• Sport and society and technology in sport


Non-exam assessment

Practical performance in physical activity and sport

This part of the course is worth 90 marks of the overall grade. There are 45 marks from the practical performance and 45 marks from the analysis (20 marks) and evaluation (25 marks).

Practical Performance – 45 marks

For this part of the course students can be assessed in the role of the player/performer or coach.


As a player/performer, students will be assessed on their ability to perform both core and advanced skills in attacking and defending as well as their ability to apply tactics and strategies within a full sided competitive game. This area will be out of 45 as the marks show below.

Area of assessment 1: Technical quality – aspect 1 attacking (15 marks).

• Area of assessment 2: Technical quality – aspect 2 defending (15 marks).

• Area of assessment 3: Application of strategic/tactical awareness (15 marks).


The coach will be expected to analyse the performance of an individual within a fully competitive/performance context to identify one skill to be developed to enhance performance.

The coach will deliver a planned progressive session to modify the chosen skill so that performance of this skill is refined.

This process should be repeated for each of the Areas of assessment (one skill from Area of assessment 1 attacking, one skill form Area of assessment 2 defending and one skill from Area of assessment 3 tactics and strategies).

The coach will complete this process on a chosen core skill and one advanced skill from each Area of assessment.

Performance analysis assessment (analysis and evaluation) – 45 marks

Performance analysis assessment (analysis and evaluation) Students are required to analyse and evaluate, using appropriate theoretical content included in the specification, a performance as either player/performer or coach, in one activity from the specification. Students can analyse and evaluate their own performance or the performance of another, if it is in an activity that is from the specification. This can be completed either:

• in a purely written format, or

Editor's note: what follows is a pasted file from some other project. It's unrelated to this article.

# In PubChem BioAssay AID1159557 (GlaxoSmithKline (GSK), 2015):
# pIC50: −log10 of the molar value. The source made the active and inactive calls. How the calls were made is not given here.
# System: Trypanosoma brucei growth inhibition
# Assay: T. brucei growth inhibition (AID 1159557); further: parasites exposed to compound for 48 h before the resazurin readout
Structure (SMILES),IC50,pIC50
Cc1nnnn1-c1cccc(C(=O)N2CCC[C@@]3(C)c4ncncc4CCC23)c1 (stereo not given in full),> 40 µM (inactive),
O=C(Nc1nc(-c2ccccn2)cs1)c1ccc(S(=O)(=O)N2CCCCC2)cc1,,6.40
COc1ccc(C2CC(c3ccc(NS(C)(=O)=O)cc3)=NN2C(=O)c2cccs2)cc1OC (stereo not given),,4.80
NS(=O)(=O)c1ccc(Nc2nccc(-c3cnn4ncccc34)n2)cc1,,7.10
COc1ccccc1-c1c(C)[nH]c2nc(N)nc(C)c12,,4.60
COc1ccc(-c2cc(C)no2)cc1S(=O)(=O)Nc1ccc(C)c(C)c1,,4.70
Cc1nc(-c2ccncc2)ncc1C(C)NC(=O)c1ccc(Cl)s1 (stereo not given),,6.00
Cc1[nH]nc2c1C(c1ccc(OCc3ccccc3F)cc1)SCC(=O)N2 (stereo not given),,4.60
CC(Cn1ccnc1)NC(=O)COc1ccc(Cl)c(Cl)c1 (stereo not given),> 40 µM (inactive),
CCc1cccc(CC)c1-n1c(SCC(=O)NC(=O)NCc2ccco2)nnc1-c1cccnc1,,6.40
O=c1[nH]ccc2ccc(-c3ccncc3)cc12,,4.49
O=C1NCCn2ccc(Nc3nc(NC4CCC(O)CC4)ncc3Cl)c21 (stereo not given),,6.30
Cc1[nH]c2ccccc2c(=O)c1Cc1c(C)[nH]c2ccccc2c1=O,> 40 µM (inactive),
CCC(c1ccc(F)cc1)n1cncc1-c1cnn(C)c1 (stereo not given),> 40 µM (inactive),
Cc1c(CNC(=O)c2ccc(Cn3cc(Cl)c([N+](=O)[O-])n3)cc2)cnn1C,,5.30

• via a combination of a written format (eg continuous prose/PowerPoint slides etc) and additional verbal explanation (eg expanding on PowerPoint presentation/interview).

Students will be assessed on their performance analysis assessment in the following two skills:

Analysis (20 marks)

• Evaluation (25 marks)

Written/verbal analysis of performance. 20 marks

Students will be assessed against the levels of response grids. Analysis - Students should identify and explain two weaknesses: one from Area of assessment 2 (defensive skills) and one from Area of assessment 3 (tactics and strategies). The weaknesses can be in their own performance or the performance of another. For each area of assessment, students may choose just one weakness (to show depth of knowledge) or more than one weakness (to show breadth of knowledge), but students must analyse the weaknesses consistently in order to meet the bands in the assessment criteria. Weaknesses must:

link to either the core or advanced skills/tactics at A-level

• be from a competitive context

• be analysed in relation to the desired outcome (this may be a comparison to an elite performer, correct technical model or own/others' successful performance).


In the role of coach, the student will analyse others' performances within a fully competitive game/ formal conditions and discuss the impact that their weakness(es) have on the performance being analysed.

Evaluation 25 marks

Students must demonstrate their knowledge of theoretical cause(s) and correction(s) for each of the weaknesses identified, ie the weakness(es) from Area of assessment 2 and the weakness(es) from Area of assessment 3. They must demonstrate depth of theoretical understanding across both weaknesses. All causes and corrective measures used by the students must be from the theoretical content within the specification.

Based on the marks the student achieves in the areas above, will determine what grade they receive overall, below is an idea of what can be expected.


A Level physical education grade boundaries


Max Mark

A* 60%

A 53%

B 46%

C 39%

D 33%

E 27%


































Interform Sport

During the year all students are given numerous opportunities to challenge themselves. One of the ways this opportunity is given, is through interform competitions, where forms in all years compete in a range of sports listed below:





Cross Country


Athletics - Sports Day

Over the year the points from each event accumilate, with the overall winners from each year group being announced and trophies presented after Sports Day in July.